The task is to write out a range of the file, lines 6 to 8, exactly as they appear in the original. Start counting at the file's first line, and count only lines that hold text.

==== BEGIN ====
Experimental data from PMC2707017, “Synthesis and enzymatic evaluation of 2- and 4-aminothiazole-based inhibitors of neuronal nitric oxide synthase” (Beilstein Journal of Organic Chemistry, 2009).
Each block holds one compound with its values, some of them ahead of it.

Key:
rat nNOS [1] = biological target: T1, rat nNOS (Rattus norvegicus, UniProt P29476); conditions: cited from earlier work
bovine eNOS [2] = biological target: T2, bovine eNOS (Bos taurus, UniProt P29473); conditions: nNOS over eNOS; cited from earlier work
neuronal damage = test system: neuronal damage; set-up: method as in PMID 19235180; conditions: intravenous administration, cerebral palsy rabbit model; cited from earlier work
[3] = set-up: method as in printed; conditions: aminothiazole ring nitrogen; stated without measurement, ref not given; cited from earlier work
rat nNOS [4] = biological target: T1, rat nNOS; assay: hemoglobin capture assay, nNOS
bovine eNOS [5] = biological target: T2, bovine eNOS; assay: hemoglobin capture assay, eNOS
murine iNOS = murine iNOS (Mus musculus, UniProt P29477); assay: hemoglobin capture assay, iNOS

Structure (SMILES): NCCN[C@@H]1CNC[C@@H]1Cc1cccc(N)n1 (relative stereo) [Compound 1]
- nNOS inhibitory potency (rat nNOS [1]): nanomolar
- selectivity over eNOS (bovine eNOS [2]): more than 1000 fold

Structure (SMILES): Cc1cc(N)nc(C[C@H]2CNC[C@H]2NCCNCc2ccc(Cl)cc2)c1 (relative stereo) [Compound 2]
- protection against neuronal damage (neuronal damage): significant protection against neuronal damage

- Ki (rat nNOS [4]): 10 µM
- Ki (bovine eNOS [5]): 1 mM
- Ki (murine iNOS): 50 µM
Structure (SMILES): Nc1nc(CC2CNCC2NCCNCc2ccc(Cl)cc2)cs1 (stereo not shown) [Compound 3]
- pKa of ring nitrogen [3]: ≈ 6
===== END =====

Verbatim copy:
neuronal damage = test system: neuronal damage; set-up: method as in PMID 19235180; conditions: intravenous administration, cerebral palsy rabbit model; cited from earlier work
[3] = set-up: method as in printed; conditions: aminothiazole ring nitrogen; stated without measurement, ref not given; cited from earlier work
rat nNOS [4] = biological target: T1, rat nNOS; assay: hemoglobin capture assay, nNOS